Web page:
The Spaces Between. Part 2: On Show


Above: Detail from The Rapture

Looking back, I’m not at all sure why I kicked off the Artlog by deciding to make stage by stage posts of The Congregation of Birds. Given I’d been shy of visitors to the studio while any painting was in progress on the easel, it seems at this distance to have been quite a challenge to myself to have produced fourteen posts during twelve days spent making a single work. I know there were times when I thought I’d made a mistake and should back out of the venture before I made a complete fool of myself. But I stuck with it, and afterwards there was a sense of having achieved what I set out to do, which was to strip some of the mystery away from how a work is produced. The posts can be viewed at this link:

The Saint Francis Diary

Since then I’ve made two start-to-finish posts at the Artlog, and I rather wish I’d made more. They’re a good record, because there can be no doubt that while I imagine I’ll recall all the stages that go into making a painting, without photographs I quite quickly forget what’s under the top layer of it. Sometimes I make notes, especially when something is hard-won and I want a reminder of how I went about the resolving problems. Occasionally I have good intentions to photograph a work-in-progress, but get so deeply engaged by the day-to-day painting, that I forget to make the photographs necessary for a visual diary. My studio diary for Touched may be found if you click on ‘Annunciatons’ in the Topics bar, and once there, scroll down. (There were fourteen days of work that I recorded on it, but alas I ran out of files for my ‘Topics’ box, and couldn’t bundle the posts together in a link for easy access.)

The last ‘diary’ of a painting at the Artlog, was for a large Tobias and the Angel painting. Damian Walford Davies watched its progress, and by the day the painting was finished, he’d produced the beautiful poem that became its title; The Rapture.

Tobias and Raphael Diary

Although there haven’t been any more ‘diaries’ of paintings, I do try to post regular project updates at the Artlog, and Hansel & Gretel and Skin/Skôra may both be located in the Topics box. I hope shortly to add Gawain and the Green Knight, but first need to work out how to upgrade the number of categories that I’m allowed. I’ve currently reached my limit.


Jack is my companion at all times, and as he has a basket at the ready for snoozing in up in the studio, it’s little wonder that he occasionally makes appearances in my paintings. Here in a detail from The Rapture (2011) he’s been angelically hoisted aloft, along with his master, like aerialists from Cirque du Soleil.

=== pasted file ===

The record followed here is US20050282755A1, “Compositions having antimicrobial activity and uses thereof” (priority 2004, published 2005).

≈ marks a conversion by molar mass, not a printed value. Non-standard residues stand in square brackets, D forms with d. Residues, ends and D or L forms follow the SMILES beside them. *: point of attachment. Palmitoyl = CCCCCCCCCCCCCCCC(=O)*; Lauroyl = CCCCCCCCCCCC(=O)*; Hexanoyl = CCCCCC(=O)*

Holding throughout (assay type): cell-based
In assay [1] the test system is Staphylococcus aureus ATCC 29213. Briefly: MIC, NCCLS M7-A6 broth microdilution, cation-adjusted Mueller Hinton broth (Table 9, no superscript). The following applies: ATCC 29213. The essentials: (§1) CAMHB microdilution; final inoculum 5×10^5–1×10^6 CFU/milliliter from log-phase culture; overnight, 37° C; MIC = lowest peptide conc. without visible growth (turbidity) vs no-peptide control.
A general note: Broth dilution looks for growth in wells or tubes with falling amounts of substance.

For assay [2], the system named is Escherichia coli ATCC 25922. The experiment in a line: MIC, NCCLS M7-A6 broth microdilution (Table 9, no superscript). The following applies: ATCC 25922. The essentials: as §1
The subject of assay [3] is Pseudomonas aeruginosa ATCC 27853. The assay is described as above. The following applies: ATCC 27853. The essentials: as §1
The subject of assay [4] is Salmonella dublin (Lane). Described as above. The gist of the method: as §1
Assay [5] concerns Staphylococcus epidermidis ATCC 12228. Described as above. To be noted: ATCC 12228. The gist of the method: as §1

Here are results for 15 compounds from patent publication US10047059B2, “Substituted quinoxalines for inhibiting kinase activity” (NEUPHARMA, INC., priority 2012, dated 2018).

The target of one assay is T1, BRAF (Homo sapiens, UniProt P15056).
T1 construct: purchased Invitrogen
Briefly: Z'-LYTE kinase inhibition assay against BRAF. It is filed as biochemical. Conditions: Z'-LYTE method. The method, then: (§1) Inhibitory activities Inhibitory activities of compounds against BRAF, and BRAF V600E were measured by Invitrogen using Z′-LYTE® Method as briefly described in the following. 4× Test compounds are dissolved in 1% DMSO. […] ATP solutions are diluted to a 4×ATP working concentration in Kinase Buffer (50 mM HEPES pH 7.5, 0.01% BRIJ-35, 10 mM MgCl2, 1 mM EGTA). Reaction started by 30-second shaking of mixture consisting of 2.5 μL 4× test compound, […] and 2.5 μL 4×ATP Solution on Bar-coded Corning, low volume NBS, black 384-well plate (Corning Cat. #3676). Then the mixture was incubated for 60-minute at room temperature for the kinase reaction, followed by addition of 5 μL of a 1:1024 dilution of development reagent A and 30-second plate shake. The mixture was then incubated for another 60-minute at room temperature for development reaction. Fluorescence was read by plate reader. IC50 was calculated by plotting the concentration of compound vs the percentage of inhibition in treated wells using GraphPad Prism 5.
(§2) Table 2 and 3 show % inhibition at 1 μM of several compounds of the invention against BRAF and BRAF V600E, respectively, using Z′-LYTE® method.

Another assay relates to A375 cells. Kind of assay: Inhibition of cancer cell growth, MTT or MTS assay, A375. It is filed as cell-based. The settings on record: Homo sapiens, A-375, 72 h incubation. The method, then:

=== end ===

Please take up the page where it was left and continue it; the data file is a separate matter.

Jack is an accomplished model, and he posed beautifully in the studio for this starring role alongside Raphael and the angel’s young charge, Tobias. Of course I didn’t dangle Jack from a hook in the ceiling while I painted him. He was lying on his side in his basket, but by depicting his harness as though it’s bearing his weight, and his ears as though streaming in the wind, the illusion of flight is conjured. Tobias’s untied and ribboning shoelace is probably my favourite part of the composition, along with Jack’s sideways look at the viewer. The oversized hand belongs to Raphael, the ‘catcher’ in this trapeze act.

It’s interesting to note that before I ever read the bible account of Tobias and the Angel (or the Tobias-themed novel Miss Garnet’s Angel by Sally Vickers), I always assumed the dog in the many paintings I’d seen of the subject, belonged not to Tobias, but to angel Raphael. It took my friends Nicolas and Frances to point out my error, by which time I was already wedded to my own notion. And so I reinvented the story, in my head, as one in which a dog arrives unannounced and is taken in as a stray by Tobias, though in reality it’s an emissary sent on ahead to smooth the way for its true master’s arrival. (This is my habit. If a story doesn’t quite fit together as I want it to, then I’ll add a subtext that no-one need know about other than me. In this way I’m like an actor figuring out the back-story that makes his character tick.)

In this detail from Green George (2007), Jack accompanies the maiden on a grassy knoll overlooking the killing-field, where both may have met their fates in the jaws of a dragon had not Saint George intervened and saved the day. Jack looks very interested in the action, and as soon as the dragon has been dispatched, he’s going to come down to check that the deed has been done well!

Finally we have My Dream Farm (2010), shown here in its entirety. You’ll have to play spot-the-dog with this one, as Jack is so small in the composition that he’s easily missed. Click on the image to enlarge it.

Read Damian Walford’s Tobias and the Angel poem The Rapture, HERE.

the rapture, completed remembrance sunday 2011

The Rapture